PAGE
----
We take a look at three of the newest small crossovers on the market. Which one reigns supreme: the off-road bomber, the utility maven or the invigorating corner carver?
The Nokia Lumia 925 sits at the top of Nokia's Windows Phone 8 range, sporting a metal construction and 8.7-megapixel camera.
Cell phone owners are turning to other services to chat with friends, according to Ovum. It also says carriers lost $8.7 billion in SMS revenue in 2010 because of social messaging.
CNET Senior Editor for MP3, Donald Bell, comes clean on why he raised the rating for the iPod Touch to an 8.7.
The U.S. military on Tuesday said that L-3 Communications will provide the Navy with airborne communications as part of a contract with its Naval Battleforce Network program. L-3 was given $1.5 million as part of the contract. The program will have a value of $8.7 million once projects are completed over a 4-year term. L-3 will give the Navy and the Marines "Internet in the sky" capabilities, allowing them to communicate with manned and unmanned aircraft. The technology will also help the Navy solve problems with routing and convergence of wireless communications, the company said.
Pharmaceuticals maker AstraZeneca said Tuesday that it has agreed to purchase software from Ariba to reduce the cost of keeping its supplies in stock. Earlier this year, the $8.7 billion manufacturer bought Ariba's electronic-auction applications and has been using them to negotiate contracts with suppliers online. AstraZeneca expects the additional software, called Ariba Spend Management Suite, to help it cut costs through electronic invoicing and ordering. Neither company would disclose the value of the deal.
Verizon Wireless filed with the Court of Federal Claims on Tuesday to sue the U.S. government. The wireless services provider asked the court to cancel the $8.7 billion agreement it had with the government to buy wireless spectrum. Verizon thinks it might be owed as much as $100 million in interest as well. Verizon Wireless was among the carriers that believed they bought spectrum licenses from then-bankrupt Nextwave Communications. But the spectrum has been tangled in court disputes for several years. By canceling the deal, Verizon Wireless says, it will be able to free up the cash it has been saving to pay for the spectrum.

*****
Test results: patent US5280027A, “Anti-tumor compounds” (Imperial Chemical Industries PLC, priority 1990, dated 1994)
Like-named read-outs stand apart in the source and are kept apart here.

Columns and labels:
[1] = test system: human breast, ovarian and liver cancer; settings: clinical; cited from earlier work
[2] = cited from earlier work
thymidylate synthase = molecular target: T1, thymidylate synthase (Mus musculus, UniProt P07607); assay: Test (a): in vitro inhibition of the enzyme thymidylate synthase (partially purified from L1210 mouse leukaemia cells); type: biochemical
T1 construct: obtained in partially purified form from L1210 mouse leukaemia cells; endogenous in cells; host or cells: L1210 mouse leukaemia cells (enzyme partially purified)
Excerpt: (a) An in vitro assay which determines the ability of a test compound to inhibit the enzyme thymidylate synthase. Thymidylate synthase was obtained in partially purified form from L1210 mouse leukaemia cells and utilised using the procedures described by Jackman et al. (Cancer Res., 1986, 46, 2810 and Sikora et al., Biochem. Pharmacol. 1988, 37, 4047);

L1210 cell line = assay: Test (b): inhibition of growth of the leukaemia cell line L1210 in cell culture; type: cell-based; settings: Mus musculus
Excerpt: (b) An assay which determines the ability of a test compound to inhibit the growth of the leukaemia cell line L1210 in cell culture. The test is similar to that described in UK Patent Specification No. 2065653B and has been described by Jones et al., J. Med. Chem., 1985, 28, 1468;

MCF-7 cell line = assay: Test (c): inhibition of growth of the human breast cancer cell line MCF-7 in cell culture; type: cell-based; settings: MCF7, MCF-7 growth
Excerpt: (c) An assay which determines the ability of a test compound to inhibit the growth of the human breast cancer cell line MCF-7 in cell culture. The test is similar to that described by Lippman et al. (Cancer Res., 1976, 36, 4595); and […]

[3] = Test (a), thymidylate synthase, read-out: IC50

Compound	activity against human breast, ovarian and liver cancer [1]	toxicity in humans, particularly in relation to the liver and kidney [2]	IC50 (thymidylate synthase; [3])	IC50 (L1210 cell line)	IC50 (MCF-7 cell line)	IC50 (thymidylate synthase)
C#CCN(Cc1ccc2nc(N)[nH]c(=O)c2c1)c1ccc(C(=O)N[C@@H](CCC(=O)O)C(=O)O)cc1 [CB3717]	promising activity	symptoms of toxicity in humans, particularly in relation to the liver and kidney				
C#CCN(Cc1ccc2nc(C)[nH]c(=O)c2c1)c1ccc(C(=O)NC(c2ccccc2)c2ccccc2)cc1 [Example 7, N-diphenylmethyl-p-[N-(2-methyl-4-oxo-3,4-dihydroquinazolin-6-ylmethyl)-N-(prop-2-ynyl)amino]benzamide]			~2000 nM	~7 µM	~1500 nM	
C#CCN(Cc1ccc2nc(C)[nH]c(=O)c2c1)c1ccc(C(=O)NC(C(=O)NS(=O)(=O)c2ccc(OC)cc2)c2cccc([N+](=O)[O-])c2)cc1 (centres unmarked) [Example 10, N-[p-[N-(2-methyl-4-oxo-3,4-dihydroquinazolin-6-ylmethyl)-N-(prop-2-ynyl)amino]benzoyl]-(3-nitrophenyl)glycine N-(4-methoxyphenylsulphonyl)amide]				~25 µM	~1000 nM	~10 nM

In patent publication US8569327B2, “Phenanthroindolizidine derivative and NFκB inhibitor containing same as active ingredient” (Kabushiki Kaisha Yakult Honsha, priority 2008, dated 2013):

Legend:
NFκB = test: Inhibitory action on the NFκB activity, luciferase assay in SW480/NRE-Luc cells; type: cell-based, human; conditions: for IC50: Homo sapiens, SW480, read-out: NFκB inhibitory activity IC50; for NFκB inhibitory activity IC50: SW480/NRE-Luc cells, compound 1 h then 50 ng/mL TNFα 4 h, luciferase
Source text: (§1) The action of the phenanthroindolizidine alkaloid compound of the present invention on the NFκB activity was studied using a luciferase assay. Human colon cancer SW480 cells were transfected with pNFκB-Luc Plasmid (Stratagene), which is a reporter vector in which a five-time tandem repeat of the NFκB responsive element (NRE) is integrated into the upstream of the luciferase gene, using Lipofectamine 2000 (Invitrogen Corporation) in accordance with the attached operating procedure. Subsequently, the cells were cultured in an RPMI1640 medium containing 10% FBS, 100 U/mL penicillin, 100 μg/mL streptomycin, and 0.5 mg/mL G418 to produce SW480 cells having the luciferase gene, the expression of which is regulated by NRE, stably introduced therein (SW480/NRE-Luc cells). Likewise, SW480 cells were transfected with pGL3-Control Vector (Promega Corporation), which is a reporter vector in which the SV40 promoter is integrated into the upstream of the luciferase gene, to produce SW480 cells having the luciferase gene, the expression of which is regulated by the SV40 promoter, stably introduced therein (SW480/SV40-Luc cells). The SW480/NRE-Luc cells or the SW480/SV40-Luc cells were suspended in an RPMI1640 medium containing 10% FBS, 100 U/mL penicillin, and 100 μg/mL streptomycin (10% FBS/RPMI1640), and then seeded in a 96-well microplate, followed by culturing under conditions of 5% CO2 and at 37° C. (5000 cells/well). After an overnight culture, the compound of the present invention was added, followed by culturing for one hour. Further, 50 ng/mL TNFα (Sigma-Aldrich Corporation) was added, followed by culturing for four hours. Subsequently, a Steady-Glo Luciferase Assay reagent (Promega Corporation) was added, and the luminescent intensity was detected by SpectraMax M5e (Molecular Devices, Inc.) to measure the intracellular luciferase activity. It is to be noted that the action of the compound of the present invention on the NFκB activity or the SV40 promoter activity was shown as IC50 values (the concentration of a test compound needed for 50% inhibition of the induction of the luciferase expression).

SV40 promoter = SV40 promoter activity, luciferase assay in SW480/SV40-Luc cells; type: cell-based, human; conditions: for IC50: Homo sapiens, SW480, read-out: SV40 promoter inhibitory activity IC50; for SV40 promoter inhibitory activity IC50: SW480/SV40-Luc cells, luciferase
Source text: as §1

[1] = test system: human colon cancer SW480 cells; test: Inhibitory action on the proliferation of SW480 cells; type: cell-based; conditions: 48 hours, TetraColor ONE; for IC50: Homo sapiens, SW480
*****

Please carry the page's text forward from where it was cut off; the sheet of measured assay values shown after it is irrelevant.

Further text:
Networking-software maker Novell said this week that it would release a public test version of the next upgrade to its directory-services technology, eDirectory. The new version, eDirectory 8.7, will be available April 15. Key features of the upgrade, announced at Novell's annual BrainShare user conference, include new Web-based administration of the system, and expanded support for Web technologies Extensible Markup Language (XML) and Simple Object Access Protocol (SOAP). After eDirectory 8.7 ships, Novell will release an add-on set of services supporting the Universal Description, Discovery and Integration protocol (UDDI). All these protocols are expected to play a key role in emerging Web services. Directories are databases of computer users, their systems and any other network-attached devices, such as printers. They've become more important as internal networks and the Internet have become more complex. Separately, Novell announced an expansion of an alliance with Web software provider BEA Systems that involves an integration of technologies. Novell consulting subsidiary Cambridge Technology Partners has reaped $120 million in revenue from BEA-related services over the past two years, Novell said.
The struggling maker of specialized servers reports a net loss of $22.8 million for the quarter ended March 31, including an $8.7 million write-off of inventory.